Main Street Project


About Us


For more than a decade, Main Street Project has been working to create pathways out of poverty for the growing numbers of rural Latino immigrants relegated to working in low-wage farm and food industry jobs, with no benefits and no future. We developed programs to deliver specialized agriculture training and skills that could help immigrant workers increase their incomes and leverage new job opportunities. We quickly realized that our industrial food system is actually built on a foundation of low-wage work, externalized costs and direct subsidies; unsustainable by design and beyond repair. We needed a bigger approach. We needed a new system.

In 2010, we began development and testing of a new model for producing free-range poultry as part of a sustainable regional food system that would be accessible to aspiring immigrants and other limited resource farmers. We worked with our trainees to develop prototype facilities and a specialized core curriculum including hands-on poultry production and business planning. We integrated perennial crops (hazelnuts and elderberries) to the basic production model as a way to maximize system efficiency and began production.

We currently operate prototype ½-acre production units, located on several Northfield area farms. Each unit of production has a specialized function (research and development, training, or mentorship) and each has been integral to generating the data, knowledge, and experience needed to continuously improve MSP’s poultry-centered system model.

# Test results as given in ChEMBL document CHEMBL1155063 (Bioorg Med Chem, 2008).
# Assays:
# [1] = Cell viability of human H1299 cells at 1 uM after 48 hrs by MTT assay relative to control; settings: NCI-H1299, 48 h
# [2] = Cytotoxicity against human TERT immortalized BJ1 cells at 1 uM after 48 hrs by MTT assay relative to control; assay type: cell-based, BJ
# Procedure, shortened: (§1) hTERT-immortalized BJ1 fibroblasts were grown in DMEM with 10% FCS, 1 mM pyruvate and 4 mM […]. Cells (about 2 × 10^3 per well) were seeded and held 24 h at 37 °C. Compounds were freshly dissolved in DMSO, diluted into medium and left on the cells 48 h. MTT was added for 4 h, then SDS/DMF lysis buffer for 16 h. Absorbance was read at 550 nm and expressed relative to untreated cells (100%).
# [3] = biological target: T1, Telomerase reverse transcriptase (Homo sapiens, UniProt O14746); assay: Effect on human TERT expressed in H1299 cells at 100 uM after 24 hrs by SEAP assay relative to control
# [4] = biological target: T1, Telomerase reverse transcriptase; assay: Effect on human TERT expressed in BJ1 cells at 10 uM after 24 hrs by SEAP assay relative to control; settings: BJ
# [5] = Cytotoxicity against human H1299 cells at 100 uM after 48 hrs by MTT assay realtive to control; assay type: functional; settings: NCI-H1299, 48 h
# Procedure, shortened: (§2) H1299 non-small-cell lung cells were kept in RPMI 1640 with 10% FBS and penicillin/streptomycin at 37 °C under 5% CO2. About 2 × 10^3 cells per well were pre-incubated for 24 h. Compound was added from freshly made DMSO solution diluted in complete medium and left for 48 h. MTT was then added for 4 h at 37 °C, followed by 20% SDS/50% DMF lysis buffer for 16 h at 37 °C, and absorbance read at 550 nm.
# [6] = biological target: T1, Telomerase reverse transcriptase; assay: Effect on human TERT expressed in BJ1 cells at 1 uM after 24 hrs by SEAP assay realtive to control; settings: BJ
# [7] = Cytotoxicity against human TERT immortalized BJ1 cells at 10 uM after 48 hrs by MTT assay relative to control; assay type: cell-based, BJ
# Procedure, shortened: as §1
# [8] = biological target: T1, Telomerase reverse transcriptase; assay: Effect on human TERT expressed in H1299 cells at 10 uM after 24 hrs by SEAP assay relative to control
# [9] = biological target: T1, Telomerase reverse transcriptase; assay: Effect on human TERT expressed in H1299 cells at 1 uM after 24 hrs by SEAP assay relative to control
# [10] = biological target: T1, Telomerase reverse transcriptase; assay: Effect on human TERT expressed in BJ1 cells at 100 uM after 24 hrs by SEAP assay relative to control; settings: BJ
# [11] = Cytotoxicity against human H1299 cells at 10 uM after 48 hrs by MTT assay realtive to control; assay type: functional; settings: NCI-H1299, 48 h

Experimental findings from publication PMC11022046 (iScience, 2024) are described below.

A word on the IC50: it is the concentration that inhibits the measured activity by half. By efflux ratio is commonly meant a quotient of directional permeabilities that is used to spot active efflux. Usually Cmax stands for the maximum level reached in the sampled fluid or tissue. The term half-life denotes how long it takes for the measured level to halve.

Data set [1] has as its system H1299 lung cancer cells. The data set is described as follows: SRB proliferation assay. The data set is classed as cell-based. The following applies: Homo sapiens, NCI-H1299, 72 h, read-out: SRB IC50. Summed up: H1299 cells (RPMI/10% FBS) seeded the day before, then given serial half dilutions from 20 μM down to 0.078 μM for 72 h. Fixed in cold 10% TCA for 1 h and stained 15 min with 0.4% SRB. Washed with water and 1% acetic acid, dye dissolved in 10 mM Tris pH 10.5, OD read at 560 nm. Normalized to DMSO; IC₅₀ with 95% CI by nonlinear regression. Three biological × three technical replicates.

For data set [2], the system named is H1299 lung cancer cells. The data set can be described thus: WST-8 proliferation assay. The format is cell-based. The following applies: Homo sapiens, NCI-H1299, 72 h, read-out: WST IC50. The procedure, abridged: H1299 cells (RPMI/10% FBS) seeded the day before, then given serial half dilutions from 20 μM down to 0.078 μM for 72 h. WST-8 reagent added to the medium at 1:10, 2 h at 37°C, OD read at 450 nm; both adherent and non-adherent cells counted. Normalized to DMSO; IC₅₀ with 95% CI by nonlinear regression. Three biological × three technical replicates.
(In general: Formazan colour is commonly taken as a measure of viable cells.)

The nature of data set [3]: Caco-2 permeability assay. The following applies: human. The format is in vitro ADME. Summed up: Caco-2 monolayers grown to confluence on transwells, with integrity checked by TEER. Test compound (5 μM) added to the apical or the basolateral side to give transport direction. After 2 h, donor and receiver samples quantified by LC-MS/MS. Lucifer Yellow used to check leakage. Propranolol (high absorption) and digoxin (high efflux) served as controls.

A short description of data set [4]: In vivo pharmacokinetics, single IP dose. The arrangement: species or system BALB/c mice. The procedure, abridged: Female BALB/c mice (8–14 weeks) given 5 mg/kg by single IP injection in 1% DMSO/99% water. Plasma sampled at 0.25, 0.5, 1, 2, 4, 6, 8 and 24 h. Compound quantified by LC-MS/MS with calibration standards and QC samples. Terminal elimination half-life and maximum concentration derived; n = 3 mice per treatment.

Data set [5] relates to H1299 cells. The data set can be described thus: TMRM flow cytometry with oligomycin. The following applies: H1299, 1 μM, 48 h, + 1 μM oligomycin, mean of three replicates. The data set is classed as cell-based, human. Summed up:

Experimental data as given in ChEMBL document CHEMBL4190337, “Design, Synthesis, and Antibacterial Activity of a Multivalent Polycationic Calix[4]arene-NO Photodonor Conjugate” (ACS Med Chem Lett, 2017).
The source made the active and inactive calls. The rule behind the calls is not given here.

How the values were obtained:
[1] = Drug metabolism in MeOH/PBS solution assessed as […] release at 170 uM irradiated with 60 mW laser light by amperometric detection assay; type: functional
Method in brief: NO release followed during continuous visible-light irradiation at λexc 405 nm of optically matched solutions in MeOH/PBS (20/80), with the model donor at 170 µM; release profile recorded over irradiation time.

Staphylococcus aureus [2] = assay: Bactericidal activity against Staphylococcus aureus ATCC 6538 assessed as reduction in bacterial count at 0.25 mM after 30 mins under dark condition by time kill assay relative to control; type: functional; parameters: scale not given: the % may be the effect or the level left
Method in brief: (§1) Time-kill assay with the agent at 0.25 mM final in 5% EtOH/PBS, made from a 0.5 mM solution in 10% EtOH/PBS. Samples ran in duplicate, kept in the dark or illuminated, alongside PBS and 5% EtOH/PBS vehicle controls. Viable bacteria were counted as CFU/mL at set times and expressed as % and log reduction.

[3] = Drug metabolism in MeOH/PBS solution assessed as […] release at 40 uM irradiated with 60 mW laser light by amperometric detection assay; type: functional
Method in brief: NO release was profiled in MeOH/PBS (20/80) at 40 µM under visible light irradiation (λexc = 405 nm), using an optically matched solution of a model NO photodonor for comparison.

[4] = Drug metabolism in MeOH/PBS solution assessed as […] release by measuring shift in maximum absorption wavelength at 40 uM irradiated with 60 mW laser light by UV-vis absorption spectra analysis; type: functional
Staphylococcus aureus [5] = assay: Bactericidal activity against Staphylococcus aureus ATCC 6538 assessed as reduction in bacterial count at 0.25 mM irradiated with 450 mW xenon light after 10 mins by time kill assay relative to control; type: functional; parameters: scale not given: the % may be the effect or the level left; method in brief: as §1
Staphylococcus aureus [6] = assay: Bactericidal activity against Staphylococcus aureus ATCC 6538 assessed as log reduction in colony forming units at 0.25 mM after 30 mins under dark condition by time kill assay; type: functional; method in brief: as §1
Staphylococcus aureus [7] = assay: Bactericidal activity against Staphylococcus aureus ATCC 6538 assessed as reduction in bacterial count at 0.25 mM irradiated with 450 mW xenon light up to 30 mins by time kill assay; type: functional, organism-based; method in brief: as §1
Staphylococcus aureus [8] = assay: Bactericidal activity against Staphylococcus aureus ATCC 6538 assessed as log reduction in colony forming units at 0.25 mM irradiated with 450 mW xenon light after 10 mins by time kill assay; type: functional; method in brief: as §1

With six years of rigorous field testing under our belt, we’re confident that our regenerative poultry model has the potential to scale up, deliver triple bottom line results and change how food is produced around the world

Next steps

We’re moving beyond our current prototype facilities to develop a consolidated 100-acre demonstration farm in Northfield, Minnesota that will put our model into action. The farm will support expanded training programs for aspiring immigrant and new farmers. It will support new training programs for established farmers looking to diversify their operations. It will provide opportunities for basic and applied research in close proximity to the University of Minnesota. And it will establish the baseline economic and ecological modeling and data we need to improve the sustainability and scalability of our system over time.

Learn More About Us



Staff and Board

In This Section:

From Our Blog:

The Power of the Hazelnut and it’s Perennial Canopy

Main Street Project is working with farmers, agricultural and environmental scientists, and the rural and immigrant communities to build an alternative food system that thrives on cultivating people a …


I’m Not a Lawyer, but …

I’m not a lawyer, but I am a big fan of the Constitution of the United States. It may not be the best one in the world anymore, but for a sweeping 228-year old legislative document, it’s held up prett …


The Food Movement

I recently stumbled across a blog post arguing that 2016 was The Year the Food Movement Died. I thought perhaps the author was referring to the passage of the so-called-but-really-the-opposite-of-a GM …